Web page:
When Carolyn Acker, executive director of the Regent Park Community Health Centre, and Norman Rowen (MEd 1977), established a homework support program called Pathways to Education in the neighbourhood in 2001, their goal was straightforward. They wanted to reduce the area’s dropout rates, and all the associated social crises that accrue when young people fall between the cracks of the school system. They decided to try a novel formula: group mentoring and intensive tutoring, as well as TTC tickets and a $4,000 scholarship for those who complete the program and go on to post-secondary education.
Over the years, OISE students have volunteered to tutor in the program, and a handful, such as PhD candidate Robert Kohls, have invested hundreds of hours. “He’s worked with our students with learning challenges to really support their progress,” says program director Sharmini Fernando.
OISE scholars, Fernando notes, are working with the Pathways tutoring team on a research project looking at whether vocabulary enhancement leads to improved academic performance among youth from the Regent Park area, especially those who have English as a second language or whose parents are newcomers to Canada. Over 40 Pathways students are involved. “It’s important to have this community campus connectivity and to do work that OISE and our students will get something out of,” she says.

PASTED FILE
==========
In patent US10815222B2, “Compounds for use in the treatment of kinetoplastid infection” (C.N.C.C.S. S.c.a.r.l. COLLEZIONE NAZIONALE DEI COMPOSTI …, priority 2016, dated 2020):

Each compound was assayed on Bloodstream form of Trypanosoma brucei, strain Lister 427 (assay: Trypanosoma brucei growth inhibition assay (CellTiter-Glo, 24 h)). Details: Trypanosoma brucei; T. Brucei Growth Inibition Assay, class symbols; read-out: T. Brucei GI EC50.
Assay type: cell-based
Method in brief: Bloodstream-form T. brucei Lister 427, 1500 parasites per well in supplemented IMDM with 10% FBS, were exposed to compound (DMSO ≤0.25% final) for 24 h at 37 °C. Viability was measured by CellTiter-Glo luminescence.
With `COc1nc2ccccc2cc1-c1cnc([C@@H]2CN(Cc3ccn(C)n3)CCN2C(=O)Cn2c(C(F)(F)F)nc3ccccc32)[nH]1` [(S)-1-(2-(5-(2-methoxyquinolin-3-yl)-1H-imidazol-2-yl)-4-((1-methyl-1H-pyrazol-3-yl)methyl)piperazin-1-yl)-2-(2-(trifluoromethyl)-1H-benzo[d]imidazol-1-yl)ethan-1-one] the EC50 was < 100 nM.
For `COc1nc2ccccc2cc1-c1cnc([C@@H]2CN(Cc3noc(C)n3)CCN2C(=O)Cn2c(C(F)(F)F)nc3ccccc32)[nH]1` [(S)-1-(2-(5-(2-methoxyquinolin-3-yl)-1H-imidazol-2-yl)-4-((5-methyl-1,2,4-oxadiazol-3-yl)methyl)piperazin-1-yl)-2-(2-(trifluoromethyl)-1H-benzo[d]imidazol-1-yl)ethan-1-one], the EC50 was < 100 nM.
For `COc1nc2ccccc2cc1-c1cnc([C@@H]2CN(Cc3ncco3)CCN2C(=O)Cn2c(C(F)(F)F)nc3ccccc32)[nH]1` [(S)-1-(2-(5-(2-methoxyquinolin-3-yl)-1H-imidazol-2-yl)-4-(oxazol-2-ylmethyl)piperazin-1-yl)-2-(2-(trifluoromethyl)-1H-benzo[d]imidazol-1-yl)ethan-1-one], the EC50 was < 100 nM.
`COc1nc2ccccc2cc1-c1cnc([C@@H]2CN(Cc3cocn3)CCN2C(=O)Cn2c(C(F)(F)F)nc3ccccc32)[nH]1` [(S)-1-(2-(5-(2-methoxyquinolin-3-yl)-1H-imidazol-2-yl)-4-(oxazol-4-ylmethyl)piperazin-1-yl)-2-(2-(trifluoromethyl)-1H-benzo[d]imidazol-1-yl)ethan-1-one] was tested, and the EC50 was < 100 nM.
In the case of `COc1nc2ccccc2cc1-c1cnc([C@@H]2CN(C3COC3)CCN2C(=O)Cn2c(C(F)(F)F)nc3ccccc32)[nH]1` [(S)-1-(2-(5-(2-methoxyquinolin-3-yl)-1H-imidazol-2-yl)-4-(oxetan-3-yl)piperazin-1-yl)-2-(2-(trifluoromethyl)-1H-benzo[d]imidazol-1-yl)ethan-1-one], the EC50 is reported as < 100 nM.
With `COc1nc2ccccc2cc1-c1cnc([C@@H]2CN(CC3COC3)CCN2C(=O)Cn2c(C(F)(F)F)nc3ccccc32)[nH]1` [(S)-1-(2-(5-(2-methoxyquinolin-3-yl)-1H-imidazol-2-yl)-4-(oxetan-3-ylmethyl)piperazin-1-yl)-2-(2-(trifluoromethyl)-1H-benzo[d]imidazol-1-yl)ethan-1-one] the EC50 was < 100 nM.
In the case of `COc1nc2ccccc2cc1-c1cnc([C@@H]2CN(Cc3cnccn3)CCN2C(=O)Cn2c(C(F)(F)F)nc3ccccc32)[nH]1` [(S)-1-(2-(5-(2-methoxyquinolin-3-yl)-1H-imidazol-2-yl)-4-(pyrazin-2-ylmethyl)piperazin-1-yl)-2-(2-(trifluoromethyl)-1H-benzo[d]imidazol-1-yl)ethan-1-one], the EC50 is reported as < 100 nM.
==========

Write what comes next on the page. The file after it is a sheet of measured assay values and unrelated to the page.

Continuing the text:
While that research isn’t complete, the overall Pathways program is increasingly recognized as a model for improving educational outcomes among at-risk kids. More than a decade after its inception, the model has been adopted in several communities across Canada, including Halifax and Winnipeg.
According to data collected by Pathways that compared student cohorts before and after the introduction of the voluntary program, high school graduation and attendance rates increased across the board, often dramatically. In Regent Park, pre-Pathways graduation rates hovered in the 25 per cent range. In the years since the program began, those figures have more than doubled. And participation in postsecondary education and training has skyrocketed – a 300 per cent jump.
Nor are those results limited to Regent Park. In low-income communities in suburban Toronto, Ottawa, and Kitchener, Ontario, the introduction of Pathways programs has led to similarly sharp increases in graduation rates.
The program has attracted millions in private, corporate and foundation support, as well as funding from Queen’s Park and the federal government. In 2007, the late David Pecaut and the Boston Consulting Group conducted a costbenefit assessment. The group’s report focused on “identifiable and quantifiable benefits,” such as higher taxes paid (on higher incomes earned) and reduced government transfer payments, and found, according to Pathways, “that for every one dollar invested in Pathways, a $24 social return on investment was generated for the broader community.”
Pathways alumna Shequita talks about her experience with the tutoring program.
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